Thanks for your comment.
      Maybe you’re right about the trying too hard, but it’s my understanding that you’ve got to keep the nose to the self-promotion grindstone. That’s what everyone preaches anyway. We’re like baby birds in the nest, all vying for attention and the reward.
      As for a traditional publisher, I tried, half-heartedly admittedly, and it was such a process and so time consuming and so ultimately disappointing. Honestly, I’d rather write and self-publish and if ever anyone knocks on my virtual door for a chat, I’ll be all ears. Because nothing would make me happier in life than a real copy of one of my books that I didn’t have to pay for.

      • I do believe that you don’t realize how good your writing is ( your books are?) too much Pinot I’m afraid). Its good stuff Oliver, very good stuff!!

      • Thanks, Neal, that’s very kind of you. If readers enjoy my writing then I’m made happy. On wine – you should see what they charge for a bottle of Pinot or something ‘foreign’ out here. And the local stuff is still pricey and does things to my fillings. Mind you it works wonders on getting the cutlery looking its best.
        Best wishes.

  2. Don’t be disheartened, me and your other followers love your books. Amazon are only interested in profits not good writers. Best wishes Stella Byfield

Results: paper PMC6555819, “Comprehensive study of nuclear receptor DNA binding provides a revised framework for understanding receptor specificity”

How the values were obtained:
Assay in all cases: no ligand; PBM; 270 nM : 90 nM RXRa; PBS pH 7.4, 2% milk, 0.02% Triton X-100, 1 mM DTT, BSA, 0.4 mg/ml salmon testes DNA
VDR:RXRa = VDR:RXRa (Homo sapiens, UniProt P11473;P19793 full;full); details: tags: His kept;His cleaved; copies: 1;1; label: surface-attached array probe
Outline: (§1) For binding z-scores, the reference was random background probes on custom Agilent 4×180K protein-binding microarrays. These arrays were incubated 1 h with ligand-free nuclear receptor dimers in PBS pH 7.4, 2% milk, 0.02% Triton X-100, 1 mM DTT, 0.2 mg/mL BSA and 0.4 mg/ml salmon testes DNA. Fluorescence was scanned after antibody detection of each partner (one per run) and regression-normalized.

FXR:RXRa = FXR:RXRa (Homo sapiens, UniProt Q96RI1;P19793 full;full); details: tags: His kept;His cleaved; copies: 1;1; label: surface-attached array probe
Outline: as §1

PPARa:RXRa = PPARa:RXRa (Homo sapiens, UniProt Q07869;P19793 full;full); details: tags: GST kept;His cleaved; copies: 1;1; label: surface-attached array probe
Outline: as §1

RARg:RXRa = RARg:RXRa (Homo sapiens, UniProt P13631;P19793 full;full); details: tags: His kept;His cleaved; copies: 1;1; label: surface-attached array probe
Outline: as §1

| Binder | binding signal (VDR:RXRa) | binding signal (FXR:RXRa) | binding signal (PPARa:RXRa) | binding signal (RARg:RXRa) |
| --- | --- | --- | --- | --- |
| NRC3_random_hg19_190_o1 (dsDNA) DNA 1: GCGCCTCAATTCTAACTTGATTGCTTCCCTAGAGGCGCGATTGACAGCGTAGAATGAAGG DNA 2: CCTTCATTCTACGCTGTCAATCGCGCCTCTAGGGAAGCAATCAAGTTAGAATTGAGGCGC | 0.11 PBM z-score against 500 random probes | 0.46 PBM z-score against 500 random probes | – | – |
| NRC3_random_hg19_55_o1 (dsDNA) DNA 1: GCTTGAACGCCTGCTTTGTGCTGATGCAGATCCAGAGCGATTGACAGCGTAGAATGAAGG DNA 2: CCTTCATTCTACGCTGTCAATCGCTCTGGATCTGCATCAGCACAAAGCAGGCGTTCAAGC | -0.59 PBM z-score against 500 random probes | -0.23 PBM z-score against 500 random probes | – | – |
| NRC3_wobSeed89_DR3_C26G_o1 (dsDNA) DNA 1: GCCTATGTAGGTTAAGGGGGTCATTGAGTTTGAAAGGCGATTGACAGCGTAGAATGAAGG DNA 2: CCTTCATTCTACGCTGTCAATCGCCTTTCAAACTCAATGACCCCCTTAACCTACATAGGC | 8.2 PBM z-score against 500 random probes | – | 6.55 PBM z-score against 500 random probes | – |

• Hi Stella,
      Never let the buggers grind you down or something like that. I’m never down about self-publishing, honestly. I’m having the time of my life with it. I’ve said it before and I’ll say it again and again: writers are nothing without readers. I have a lot of wonderfully supportive readers and I’m grateful to each and every one of you. and you are absolutely right, Amazon are a business first and last and that is worth remembering.
      Best wishes.

    • Fantastic! Thank you for that and your continuing support. Really great and you’ll be pleased to know downloads had a good spike since. 🙂
      Best wishes.

    • Just made a comment here and also promoted the Acer books…Oliver your book was in the top 100 a few weeks ago…I saw it with my own yes! Oh and stop beating yourself up…I like all your books and style of writing…your problem is you aren’t pumping them out quickly enough (tongue in cheek)